2008 Cadillac Escalade

8.6
2008 Cadillac Escalade

The Basics:

The 2008 Cadillac Escalade is a luxury body-on-frame SUV that shares its running gear with the Chevrolet Tahoe and GMC Yukon full-size SUVs, and like those other trucks, it comes either in standard-length form or the extended-length ESV, which is 21 inches longer overall and can seat up to 8 people.

The 2008 Cadillac Escalade EXT stands out as the world's only transforming luxury truck/SUV.

The Escalade was completely revised for 2007 and gets few changes for 2008. All versions are powered by a 403-horsepower, 6.2-liter, V-8 engine teamed with a 6-speed automatic. Both rear- and all-wheel drive are available. Cylinder-shutoff technology helps cut down on gas use, but the Cadillac SUV still earns dismal EPA ratings of 12 mpg city and either 18 or 19 mpg highway.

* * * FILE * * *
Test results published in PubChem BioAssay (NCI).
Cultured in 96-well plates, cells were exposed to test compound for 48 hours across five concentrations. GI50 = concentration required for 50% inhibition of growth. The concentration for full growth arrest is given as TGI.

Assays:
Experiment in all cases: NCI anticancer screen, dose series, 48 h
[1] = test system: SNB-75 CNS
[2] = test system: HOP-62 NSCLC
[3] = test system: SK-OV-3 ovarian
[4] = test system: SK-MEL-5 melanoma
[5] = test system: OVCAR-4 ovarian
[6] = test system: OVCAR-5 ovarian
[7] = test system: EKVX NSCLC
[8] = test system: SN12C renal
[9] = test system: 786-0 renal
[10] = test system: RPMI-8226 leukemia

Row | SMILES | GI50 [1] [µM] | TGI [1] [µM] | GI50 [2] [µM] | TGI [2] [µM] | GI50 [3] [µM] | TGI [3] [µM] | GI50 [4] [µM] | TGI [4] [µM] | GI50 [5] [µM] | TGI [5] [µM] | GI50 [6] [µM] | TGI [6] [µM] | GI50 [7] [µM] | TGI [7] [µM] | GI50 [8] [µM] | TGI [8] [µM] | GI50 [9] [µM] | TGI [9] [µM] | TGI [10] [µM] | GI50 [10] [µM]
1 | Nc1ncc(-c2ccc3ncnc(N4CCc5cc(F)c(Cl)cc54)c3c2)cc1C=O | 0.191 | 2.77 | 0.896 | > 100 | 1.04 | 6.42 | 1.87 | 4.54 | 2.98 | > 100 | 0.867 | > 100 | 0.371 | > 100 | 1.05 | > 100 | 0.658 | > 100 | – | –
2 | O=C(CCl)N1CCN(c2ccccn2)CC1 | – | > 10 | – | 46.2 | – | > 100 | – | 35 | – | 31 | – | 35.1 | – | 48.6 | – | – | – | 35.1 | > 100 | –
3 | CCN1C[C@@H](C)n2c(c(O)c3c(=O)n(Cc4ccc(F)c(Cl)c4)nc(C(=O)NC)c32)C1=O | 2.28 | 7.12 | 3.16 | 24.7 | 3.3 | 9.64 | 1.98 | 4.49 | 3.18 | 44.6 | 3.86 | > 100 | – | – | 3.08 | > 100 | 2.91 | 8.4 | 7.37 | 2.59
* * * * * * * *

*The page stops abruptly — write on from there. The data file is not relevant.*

The engine in the 2008 Cadillac Escalade has plenty of power that makes the big wagon feel less heavy and more perky--even on steep grades fully laden. The 6-speed automatic finds the right gear decisively, with no hunting around. Brakes match the big ute's power and weight. The Escalade doesn't handle nimbly, but the ride is even-keeled no matter the road conditions.

Despite its very high, trucklike driving position, the 2008 Cadillac Escalade gets a very smooth, low, and attractively styled instrument panel that could be right out of a luxury sedan. Its seats are supportive and amply sized, and the Escalade has tons of shoulder room, thanks to a wide cockpit. In either model, second-row seats are almost as comfortable as those in the front.

 

The 2008 Cadillac Escalade's bold, macho exterior and softly styled interior make for a good combination.

A luxurious body-on-frame SUV, the 2008 Escalade adopts the platform and mechanicals of the Chevrolet Tahoe and GMC Yukon full-size SUVs. It comes either in standard-length form or the extended-length ESV, which is 21 inches longer overall and can carry up to 8 passengers.